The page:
At the time of his death, Lolita author Vladimir Nabokov (left) had half completed a novel called The Original of Laura. Not wanting to leave unfinished work behind, he insisted that the manuscript was to be destroyed after his death. It has lain for 31 years in a bank vault in Switzerland.
Vladimir's son, Dmitri (right), wrote to Ron Rosenbaum, a literary columnist with the New York Observer some time in 2005, and told him that he intends to honour his promise to his father before he dies. (He's now 73, and in bad health.) Rosenbaum's recent piece in Slate blew the argument out into the open.
More recently he has appeared conflicted on the matter, and feels that Lara:
... would have been Father's most brilliant novel, the most concentrated distillation of his creativity ...The Times reveals more about the manuscript and has given space to two opposing voices on the issue.
Irish author John Banville says "Save it!":
That Nabokov, before he died, did not destroy what he had written of his final novel is surely an indication that he wanted it to live; likewise, Véra Nabokov, the most vigilant keeper of the flame of her husband’s writings, let the fragment survive, so she too must have thought it worth preservingBritish playwright Tom Stoppard says equally strongly "Burn it!" as he believes that the book would in no way represent the novel that Nabokov wanted to write:
It’s perfectly straightforward: Nabokov wanted it burnt, so burn it. There is no superior imperative. The argument about saving it for the “greater good” of the literary world is null, as far as I’m concerned. There are parallel universes, might-have-been worlds, full of lost works, and no doubt some of them would have been masterpieces. But our desire to possess them all is just a neurosis, a completeness complex, as though we must have everything that’s going and it’s a tragedy if we don’t. It’s nonsense, an impossible desire for absoluteness. At best, it’s natural curiosity – personally, I’d love to read Nabokov’s last work, but since he didn’t want me to read it, I won’t – and it’s hardly modest to make one’s own desire more important than his.One strong argument against destroying the manuscript is that if the work of other writers has been published posthumously despite their wishes to the contrary.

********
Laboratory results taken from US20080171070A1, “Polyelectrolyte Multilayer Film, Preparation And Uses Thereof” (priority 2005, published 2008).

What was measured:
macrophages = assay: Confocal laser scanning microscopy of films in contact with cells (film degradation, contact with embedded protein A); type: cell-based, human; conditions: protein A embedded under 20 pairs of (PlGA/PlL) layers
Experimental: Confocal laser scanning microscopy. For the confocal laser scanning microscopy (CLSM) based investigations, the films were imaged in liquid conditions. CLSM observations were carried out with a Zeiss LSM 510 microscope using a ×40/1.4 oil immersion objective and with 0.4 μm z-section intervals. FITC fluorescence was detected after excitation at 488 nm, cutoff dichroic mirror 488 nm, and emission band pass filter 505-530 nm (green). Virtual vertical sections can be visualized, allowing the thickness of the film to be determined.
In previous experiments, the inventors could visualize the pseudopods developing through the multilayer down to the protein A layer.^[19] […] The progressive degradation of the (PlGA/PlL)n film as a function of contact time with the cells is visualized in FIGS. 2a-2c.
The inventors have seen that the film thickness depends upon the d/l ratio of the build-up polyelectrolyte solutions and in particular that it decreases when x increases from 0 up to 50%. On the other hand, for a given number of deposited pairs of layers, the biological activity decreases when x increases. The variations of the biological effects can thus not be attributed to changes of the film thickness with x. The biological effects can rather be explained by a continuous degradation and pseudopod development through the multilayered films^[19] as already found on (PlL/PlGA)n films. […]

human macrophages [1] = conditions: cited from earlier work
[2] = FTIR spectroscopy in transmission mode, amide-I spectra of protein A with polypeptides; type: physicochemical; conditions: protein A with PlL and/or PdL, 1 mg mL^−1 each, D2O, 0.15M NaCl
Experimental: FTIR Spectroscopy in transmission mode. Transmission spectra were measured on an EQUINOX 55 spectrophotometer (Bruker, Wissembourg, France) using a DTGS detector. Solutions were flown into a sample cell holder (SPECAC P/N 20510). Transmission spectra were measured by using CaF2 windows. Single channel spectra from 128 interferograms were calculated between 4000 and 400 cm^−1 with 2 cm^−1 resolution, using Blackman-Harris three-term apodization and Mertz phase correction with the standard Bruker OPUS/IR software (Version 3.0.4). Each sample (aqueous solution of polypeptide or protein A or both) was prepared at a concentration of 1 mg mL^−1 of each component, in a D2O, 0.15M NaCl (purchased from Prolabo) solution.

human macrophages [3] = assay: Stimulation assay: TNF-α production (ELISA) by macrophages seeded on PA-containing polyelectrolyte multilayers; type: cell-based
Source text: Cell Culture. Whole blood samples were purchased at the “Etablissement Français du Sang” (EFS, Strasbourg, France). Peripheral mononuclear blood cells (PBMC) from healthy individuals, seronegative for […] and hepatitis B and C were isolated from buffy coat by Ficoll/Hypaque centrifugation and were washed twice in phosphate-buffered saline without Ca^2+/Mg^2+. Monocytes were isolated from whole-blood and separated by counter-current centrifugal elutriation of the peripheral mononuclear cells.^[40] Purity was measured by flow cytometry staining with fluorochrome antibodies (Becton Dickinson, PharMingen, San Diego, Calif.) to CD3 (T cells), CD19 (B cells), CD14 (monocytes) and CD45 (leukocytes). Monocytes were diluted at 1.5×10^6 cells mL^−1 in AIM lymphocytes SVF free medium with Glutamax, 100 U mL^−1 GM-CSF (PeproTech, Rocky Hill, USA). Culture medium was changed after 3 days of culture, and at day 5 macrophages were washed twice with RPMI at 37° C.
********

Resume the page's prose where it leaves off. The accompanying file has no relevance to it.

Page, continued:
How much poorer the literary world would be without the work of Kafka, whose plea to destroy his work after his death was ignored by his friend Max Brod. And Emily Dickinson had very little of her poetry published in her lifetime: she ordered her sister to burn the rest, though fortunately for us she didn't.
Another nice example (from the Sticks and Stones blog) is that of Virgil who:
... asked that his masterpiece, the Aeneid, possibly the finest work of extant Latin literature, be destroyed after his death; the Emperor Augustus himself stepped in to ensure that this did not happen - one of the few occasions on which we can be thankful for supreme autocratic power.Nabokov himself intended to destroy an early draft of the novel that later became Lolita:
Once or twice I was on the point of burning the unfinished draft and had carried my Juanita Dark as far as the shadow of the leaning incinerator on the innocent lawn, when I was stopped by the thought that the ghost of the destroyed book would haunt my files for the rest of my life.As maybe the ghost of Laura would continue to haunt us?
So what do you think? :
Just as an aside, I wonder why it is so much more emotive to talk about a manuscript being burned than say shredded?
Update (28/2/08) :
With the decision to burn or not burn The Original of Laura still hanging in the air, Dmitri Nabokov has a chat with the ghost of his dad according to a second article by Rosenbaum, published on the Slate website. Thanks to the Grouch for posting the link.
He's reached a decision, thanks to his father's intervention, Kate Connolly reports on the Guardian blog that he told German magazine :
I'm a loyal son and thought long and seriously about it, then my father appeared before me and said, with an ironic grin, 'You're stuck in a right old mess - just go ahead and publish!'